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Conventional Meat: Why Are Chicken, Pork, Lamb & Beef Our Staples?

Conventional Meat: Why Are Chicken, Pork, Lamb & Beef Our Staples?

Why do British meat-eaters today consider chicken, pork, lamb and beef to be the ?normal? meats? Across the channel in France, our carnivorous cousins have a much more diverse repertoire when it comes to meat, regularly eating horse, rabbit and all manner of poultry. Even further afield in East Asia, meats including dog are often on the menu, while in parts of South America, guinea pig is a common treat.

Why then are British meat eaters so unadventurous? Why are meats outside of our ?Big Four? considered less ?normal?? In this article, we’ll be exploring British carnivorousness and trying to understand a little more about our somewhat limited culinary landscape…

?What’s up doc??


Rabbit is a meat which causes all kinds of controversy. Although regularly consumed by foodies and much loved on cooking shows like Masterchef, this rich, gamy and readily available meat is enough to put many diners off their food.

In 2014, US chain meat company Whole Foods sparked controversy by selling rabbit meat, prompting noisy protest from ?rabbit rights activists? who fought to incite a boycott of the store during a ?day of action?. This reaction has been echoed back over the pond on British shores, exemplified by the treatment of author Jeanette Winterson who killed and cooked a wild rabbit which ventured into her garden. Some observers were outraged, messaging the author with tweets including:

“U make me sick. I will never again read a word u write.”


Clearly it’s the ?pet? problem which has put the brakes on rabbit consumption in the UK and US. As an increasingly urban population, with the finance to keep pets, we’re divorced from the idea of rabbits as meat ? or indeed as wild animals…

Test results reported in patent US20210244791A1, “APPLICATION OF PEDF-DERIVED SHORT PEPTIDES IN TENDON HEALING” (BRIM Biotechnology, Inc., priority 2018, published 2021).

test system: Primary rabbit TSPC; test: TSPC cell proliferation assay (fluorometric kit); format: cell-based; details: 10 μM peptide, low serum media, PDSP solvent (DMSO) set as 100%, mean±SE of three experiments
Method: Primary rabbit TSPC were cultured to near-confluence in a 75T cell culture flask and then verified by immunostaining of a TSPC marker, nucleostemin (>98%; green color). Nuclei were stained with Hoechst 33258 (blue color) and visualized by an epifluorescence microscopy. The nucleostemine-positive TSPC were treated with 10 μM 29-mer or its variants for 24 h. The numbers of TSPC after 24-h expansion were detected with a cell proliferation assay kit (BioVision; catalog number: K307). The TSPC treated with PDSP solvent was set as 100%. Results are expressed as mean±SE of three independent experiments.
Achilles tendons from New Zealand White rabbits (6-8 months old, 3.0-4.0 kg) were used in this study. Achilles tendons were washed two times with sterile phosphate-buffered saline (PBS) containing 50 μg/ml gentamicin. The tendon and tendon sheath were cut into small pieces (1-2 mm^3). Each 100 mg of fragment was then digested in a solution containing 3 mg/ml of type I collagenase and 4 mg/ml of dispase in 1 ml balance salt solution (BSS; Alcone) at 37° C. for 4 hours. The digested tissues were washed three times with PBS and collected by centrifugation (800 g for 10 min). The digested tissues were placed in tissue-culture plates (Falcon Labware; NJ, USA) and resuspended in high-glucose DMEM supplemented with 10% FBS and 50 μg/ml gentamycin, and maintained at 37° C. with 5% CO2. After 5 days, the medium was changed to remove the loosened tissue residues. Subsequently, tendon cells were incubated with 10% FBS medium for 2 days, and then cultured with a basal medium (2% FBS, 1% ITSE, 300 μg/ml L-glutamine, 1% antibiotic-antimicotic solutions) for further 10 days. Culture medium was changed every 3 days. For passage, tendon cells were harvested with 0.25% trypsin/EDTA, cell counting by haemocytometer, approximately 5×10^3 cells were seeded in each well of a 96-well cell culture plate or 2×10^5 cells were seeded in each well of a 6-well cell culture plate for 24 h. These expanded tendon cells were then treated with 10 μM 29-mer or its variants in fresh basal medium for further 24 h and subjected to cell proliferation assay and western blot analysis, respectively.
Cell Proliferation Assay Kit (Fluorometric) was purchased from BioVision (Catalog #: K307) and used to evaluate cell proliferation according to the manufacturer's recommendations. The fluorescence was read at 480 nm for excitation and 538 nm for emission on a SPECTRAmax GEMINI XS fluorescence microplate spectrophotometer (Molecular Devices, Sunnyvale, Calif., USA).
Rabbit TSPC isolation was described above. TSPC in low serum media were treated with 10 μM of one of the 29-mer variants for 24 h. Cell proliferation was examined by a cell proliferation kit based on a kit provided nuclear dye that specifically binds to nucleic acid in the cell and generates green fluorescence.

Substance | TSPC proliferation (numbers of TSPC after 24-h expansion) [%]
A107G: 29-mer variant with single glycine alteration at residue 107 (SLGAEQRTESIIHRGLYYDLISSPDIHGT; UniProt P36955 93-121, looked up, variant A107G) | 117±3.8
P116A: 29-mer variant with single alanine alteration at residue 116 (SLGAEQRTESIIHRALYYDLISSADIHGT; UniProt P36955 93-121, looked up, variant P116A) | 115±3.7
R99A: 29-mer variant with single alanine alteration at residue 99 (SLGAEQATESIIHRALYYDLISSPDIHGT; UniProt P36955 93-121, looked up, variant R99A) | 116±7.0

?Quit horsing around?


Our feelings about horse meat also tap into this feeling that horses are ?our friends?, not livestock. You need only look to the outrage caused by the Tesco horse meat scandal to witness the revulsion many Brits feel at the idea of eating horse. When a Dartmoor hill pony charity floated the idea that we should start eating the animals to help encourage breeding of the rare creatures, the response was resoundingly negative. Unlike our Gallic neighbours, us Brits just can’t stomach horse.

Are UK Meat Eaters Squeamish, Soft or Unadventurous?


It’s difficult to identify the precise reason why we’re stereotypically a nation of unadventurous meat eaters. But there is one interesting exception to the rule. In the US, lamb is a very uncommon meat, yet every Sunday Brits enjoy their cuts with gusto, particularly drenched in mint sauce. This taste for lamb also challenges the theory that we don’t like to eat animals we consider ?cute?. There’s no soft-heartedness involved in our love of lamb, so why does the same rule not apply to rabbit and its ilk?

Perhaps the problem isn’t one of ?cuteness? but rather one of squeamishness. It’s not just unfamiliar meats we don’t like, it’s also unfamiliar cuts. From sweetbreads to liver, as a nation we tend to avoid eating cuts we don’t recognise ? even when they come from the four meats we commonly consume.

Meat_packages_in_a_Roman_supermarket (1)

Ultimately, a certain unadventurousness is likely to blame. With consumers ever-more cut off from the reality of what they’re eating, as beef, chicken, pork and lamb all arrive familiarly packaged on supermarket shelves, new, unfamiliar meat gives us a bit of a jolt, reminding us of the reality of being a carnivore.

But don’t worry, if you or your client?le have a more adventurous palate, you’ll find lots of exciting cuts, from livestock as diverse as grouse, goat, pheasant and rabbit when you step outside the supermarket. Ask the IMS of Smithfield team about our inspiring range of meats by calling 0207 383 3080.